A combination of four different incisions may be used to provide complete exposure to these fractures--the coronal, a limited midline, a lower eyelid, and the upper buccal sulcus.
Type I Fractures
- These can be managed with plate-and-screw fixation. The large single-segment fragment must be reduced and then stabilized at the superior orbital rim and piriform. Sargent avoids the eyelid incision in these.
Type II Fractures
- These fractures require wider exposure to adequately reduce and stabilize. The most common incisions used for both Type II and III fractures are the coronal, lower eyelid, and upper buccal sulcus.
- The key bone segment to identify is the medial orbital rim bone, into which the medial canthal tendon (MCT) inserts. Care must be taken not to inadvertently strip off the MCT insertion.
- The key step in the stabilization of the canthal-bearing bone segments is placement of the transnasal wires to obtain a symmetric, secure reduction of these bone fragments. Sargent states that screw-and-plate fixation is not an effective technique in this particular step of stabilization of either Type II or III. There are some nice pictures of his technique in the PRS supplement, Dec 2007 listed below in the references.
Type III Fractures
- Sargent states that it is rare for the tendon to be completely avulsed unless there is a penetrating injury over the tendon.
- If the bony fragment to which the MCT inserts is not large enough to place two drill holes approximately 4 mm apart with several millimeter of surround good bone, it should be replaced with a bone graft so that there is adequate support.
- If the MCT is partially avulsed and the medial bone fragment is of adequate size, the tendon should be reinforced.
- A slight over-reduction is often needed and can be easily accomplished by continued twisting of the wires.
Other associated fractures (zygomatic, orbital defects, etc) and will need to be addressed as appropriate.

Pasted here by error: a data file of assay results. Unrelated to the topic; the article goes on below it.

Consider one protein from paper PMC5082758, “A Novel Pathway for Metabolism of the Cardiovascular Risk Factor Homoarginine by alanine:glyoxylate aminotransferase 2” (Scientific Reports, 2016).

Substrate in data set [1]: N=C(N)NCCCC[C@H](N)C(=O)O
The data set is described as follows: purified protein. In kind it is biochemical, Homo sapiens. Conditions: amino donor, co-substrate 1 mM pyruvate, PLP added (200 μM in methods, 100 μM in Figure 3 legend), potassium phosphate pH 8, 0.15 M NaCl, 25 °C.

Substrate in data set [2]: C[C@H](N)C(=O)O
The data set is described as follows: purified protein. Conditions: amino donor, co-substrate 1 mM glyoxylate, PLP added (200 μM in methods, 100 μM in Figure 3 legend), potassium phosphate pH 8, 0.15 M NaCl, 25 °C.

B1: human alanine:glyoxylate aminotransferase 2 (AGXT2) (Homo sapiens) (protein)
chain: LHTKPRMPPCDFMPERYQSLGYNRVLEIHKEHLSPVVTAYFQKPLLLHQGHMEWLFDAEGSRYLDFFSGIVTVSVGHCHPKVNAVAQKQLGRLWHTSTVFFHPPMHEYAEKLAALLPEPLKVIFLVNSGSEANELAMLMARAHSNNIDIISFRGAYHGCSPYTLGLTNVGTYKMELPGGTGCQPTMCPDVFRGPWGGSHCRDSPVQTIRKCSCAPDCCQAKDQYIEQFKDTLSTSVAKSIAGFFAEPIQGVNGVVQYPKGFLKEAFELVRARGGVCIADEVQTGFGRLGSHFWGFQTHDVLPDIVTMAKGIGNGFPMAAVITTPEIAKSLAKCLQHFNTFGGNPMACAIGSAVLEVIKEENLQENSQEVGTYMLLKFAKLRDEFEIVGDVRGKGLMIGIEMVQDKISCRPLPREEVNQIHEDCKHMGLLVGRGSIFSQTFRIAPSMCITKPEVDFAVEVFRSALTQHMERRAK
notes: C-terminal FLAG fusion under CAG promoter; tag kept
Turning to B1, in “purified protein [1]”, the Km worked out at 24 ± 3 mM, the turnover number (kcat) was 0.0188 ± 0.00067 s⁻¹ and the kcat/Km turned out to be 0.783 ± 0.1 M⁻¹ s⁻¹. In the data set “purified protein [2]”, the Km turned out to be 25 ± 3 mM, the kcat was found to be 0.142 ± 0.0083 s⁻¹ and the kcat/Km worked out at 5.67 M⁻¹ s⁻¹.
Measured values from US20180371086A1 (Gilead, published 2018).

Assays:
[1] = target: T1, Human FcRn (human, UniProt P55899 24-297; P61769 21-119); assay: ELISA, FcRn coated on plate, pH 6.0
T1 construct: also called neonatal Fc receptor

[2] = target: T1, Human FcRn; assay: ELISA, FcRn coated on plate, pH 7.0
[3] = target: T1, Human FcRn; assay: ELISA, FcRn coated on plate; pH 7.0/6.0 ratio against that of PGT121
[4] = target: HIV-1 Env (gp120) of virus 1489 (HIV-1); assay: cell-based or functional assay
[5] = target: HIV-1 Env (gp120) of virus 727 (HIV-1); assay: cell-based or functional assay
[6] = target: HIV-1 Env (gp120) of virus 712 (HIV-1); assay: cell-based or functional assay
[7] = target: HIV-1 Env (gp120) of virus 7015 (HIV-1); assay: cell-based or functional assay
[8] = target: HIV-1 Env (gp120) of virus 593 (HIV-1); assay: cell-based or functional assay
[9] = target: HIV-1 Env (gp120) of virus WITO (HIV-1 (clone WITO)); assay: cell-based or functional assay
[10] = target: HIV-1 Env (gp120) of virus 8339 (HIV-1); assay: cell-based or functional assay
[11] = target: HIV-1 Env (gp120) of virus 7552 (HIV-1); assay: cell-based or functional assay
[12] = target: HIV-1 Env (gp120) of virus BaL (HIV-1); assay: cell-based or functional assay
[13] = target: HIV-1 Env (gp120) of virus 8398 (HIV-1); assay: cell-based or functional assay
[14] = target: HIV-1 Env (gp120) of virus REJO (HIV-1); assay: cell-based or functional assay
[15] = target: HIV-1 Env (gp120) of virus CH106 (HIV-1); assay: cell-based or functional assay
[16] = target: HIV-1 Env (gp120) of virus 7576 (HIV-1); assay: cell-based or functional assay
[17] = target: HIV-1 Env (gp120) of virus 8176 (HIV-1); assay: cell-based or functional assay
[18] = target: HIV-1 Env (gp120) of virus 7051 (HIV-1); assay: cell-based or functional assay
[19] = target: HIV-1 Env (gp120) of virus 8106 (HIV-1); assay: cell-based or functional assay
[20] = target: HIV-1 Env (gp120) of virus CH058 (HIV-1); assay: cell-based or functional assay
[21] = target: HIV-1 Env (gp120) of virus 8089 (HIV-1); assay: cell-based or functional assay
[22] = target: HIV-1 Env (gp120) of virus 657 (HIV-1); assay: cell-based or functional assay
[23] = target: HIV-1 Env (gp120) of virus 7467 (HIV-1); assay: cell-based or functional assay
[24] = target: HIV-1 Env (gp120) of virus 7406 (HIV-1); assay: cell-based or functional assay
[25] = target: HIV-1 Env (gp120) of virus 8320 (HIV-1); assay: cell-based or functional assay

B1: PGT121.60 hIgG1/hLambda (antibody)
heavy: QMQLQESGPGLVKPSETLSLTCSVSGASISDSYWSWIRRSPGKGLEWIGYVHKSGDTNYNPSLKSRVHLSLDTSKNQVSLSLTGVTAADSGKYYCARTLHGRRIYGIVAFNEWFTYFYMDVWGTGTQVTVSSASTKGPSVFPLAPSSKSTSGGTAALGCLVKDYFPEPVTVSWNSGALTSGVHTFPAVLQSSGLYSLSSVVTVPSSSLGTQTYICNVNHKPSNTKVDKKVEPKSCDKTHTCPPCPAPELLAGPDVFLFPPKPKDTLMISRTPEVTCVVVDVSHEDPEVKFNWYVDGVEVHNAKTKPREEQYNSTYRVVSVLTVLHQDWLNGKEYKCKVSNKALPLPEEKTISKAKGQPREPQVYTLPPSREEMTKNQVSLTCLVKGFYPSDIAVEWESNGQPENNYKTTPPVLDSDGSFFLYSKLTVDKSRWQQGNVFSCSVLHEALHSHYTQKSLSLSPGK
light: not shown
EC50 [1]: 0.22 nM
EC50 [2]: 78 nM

Commonly, there is telescoping of the nose (bridge of the nose is pushed-in and compressed). This characteristic appearance on profile indicates loss of support and the need for a cantilever nasal bone graft. Simple reduction of the NOE and septal fracture will not be adequate treatment.
- Persistent telecanthus postoperatively implies inadequacy of the original technique or detachment of the transnasal wire. Reexploration is indicated in such instances.
- Injury to the lacrimal system causes obstruction and epiphora. It is best avoided by intraoperative stenting of the lacrimal puncta and duct. Care should be made to avoid securing wires too low on the medial nasal wall and lacrimal crests so they do not impinge on the lacrimal sac.
- If the transnasal wires pass too low on the septum in repair of a type III fracture, the wires may pull the MCT inferiorly and result in scleral show and lid laxity. Repair requires repositioning of the wires to a higher point on the nasal septum.
- Lower lid ectropion may follow a subciliary (eyelid incision) approach. If severe ectropion occurs, breaking up the scar with Z-plasty or skin grafting from the opposite lid skin may be necessary.
- Nerve injury may have occurred prior to surgery from the initial traumatic insult. Therefore, the status of the main sensory and motor nerves of the face and forehead must be documented prior to surgery. Care should be taken to identify and preserve the supraorbital and infraorbital neurovascular pedicles while the soft tissue flaps are raised. More commonly, supraorbital nerve injury results from nerve stretching when retracting the soft tissue and orbital tissues to gain access to the superior and medial orbital rims.
- The nose may be foreshortened, with lack of projection and contracture of the soft tissue.
Craniofacial Trauma; Supplement to Plastic & Reconstr Surgery, Vol 120, No 7, Suppl 2, Dec 2007; Larry H Hollier, Jr MD and James F Thornton MD
Facial Trauma, Nasal Fractures by Vipul R Dev MD and others--eMedicine Article, Oct 3, 2006
Facial Trauma, Nasoethmoid Fractures by David W Kim MD and others -- eMedicine Article, May 26, 2006
Nasoorbitoethmoid Fractures by E Bradley Strong MD and others -- eMedicine Article, April 30, 2007
Naso-orbital-ethmoid Fractures by Michael G. Stewart, M.D.
January 7, 1993; Grand Rounds--Baylor College of Medicine
Naso-orbital Ethmoid and Frontal Sinus Fractures by Jim C Grant, MD and Byron J Bailey, MD-- Grand Round Presentation, UTMB; April 29, 1998 (power point presentation)
Eyelid Anatomy by Bhupendra C K Patel, MD and others -- eMedicine Article, April 11, 2006
Management of the Medial Canthal Tendon in Nasoethmoid Orbital Fractures: The Importance of the Central Fragment in Classification and Treatment; Plastic & Reconstr Surg, 87:843, 1991; Markowitz, B L, Manson, P N, Sargent L A, et al